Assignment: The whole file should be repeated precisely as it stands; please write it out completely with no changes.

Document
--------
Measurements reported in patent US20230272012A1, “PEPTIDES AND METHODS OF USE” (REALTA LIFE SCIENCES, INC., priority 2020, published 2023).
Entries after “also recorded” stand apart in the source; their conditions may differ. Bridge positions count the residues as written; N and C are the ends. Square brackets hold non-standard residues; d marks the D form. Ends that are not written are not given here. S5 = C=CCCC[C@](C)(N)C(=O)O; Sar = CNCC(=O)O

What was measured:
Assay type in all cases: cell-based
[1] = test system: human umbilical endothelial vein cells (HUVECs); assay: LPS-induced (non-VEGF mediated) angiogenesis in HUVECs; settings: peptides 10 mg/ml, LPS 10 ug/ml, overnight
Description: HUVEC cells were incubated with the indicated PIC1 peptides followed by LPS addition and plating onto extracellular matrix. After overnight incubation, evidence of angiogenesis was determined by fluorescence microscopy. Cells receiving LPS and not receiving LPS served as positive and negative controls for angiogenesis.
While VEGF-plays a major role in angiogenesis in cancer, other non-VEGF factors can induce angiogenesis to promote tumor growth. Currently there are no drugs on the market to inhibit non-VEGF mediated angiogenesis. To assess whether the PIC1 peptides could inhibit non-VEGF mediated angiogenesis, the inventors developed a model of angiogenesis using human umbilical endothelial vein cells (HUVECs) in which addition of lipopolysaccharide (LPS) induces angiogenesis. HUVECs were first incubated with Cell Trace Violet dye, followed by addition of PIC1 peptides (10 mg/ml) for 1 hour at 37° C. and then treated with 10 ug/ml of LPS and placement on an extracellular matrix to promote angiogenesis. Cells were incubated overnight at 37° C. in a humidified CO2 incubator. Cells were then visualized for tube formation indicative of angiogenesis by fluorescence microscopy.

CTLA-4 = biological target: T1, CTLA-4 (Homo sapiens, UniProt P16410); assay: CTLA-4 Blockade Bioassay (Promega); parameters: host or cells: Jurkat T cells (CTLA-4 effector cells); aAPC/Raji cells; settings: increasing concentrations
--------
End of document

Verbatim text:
Measurements reported in patent US20230272012A1, “PEPTIDES AND METHODS OF USE” (REALTA LIFE SCIENCES, INC., priority 2020, published 2023).
Entries after “also recorded” stand apart in the source; their conditions may differ. Bridge positions count the residues as written; N and C are the ends. Square brackets hold non-standard residues; d marks the D form. Ends that are not written are not given here. S5 = C=CCCC[C@](C)(N)C(=O)O; Sar = CNCC(=O)O

What was measured:
Assay type in all cases: cell-based
[1] = test system: human umbilical endothelial vein cells (HUVECs); assay: LPS-induced (non-VEGF mediated) angiogenesis in HUVECs; settings: peptides 10 mg/ml, LPS 10 ug/ml, overnight
Description: HUVEC cells were incubated with the indicated PIC1 peptides followed by LPS addition and plating onto extracellular matrix. After overnight incubation, evidence of angiogenesis was determined by fluorescence microscopy. Cells receiving LPS and not receiving LPS served as positive and negative controls for angiogenesis.
While VEGF-plays a major role in angiogenesis in cancer, other non-VEGF factors can induce angiogenesis to promote tumor growth. Currently there are no drugs on the market to inhibit non-VEGF mediated angiogenesis. To assess whether the PIC1 peptides could inhibit non-VEGF mediated angiogenesis, the inventors developed a model of angiogenesis using human umbilical endothelial vein cells (HUVECs) in which addition of lipopolysaccharide (LPS) induces angiogenesis. HUVECs were first incubated with Cell Trace Violet dye, followed by addition of PIC1 peptides (10 mg/ml) for 1 hour at 37° C. and then treated with 10 ug/ml of LPS and placement on an extracellular matrix to promote angiogenesis. Cells were incubated overnight at 37° C. in a humidified CO2 incubator. Cells were then visualized for tube formation indicative of angiogenesis by fluorescence microscopy.

CTLA-4 = biological target: T1, CTLA-4 (Homo sapiens, UniProt P16410); assay: CTLA-4 Blockade Bioassay (Promega); parameters: host or cells: Jurkat T cells (CTLA-4 effector cells); aAPC/Raji cells; settings: increasing concentrations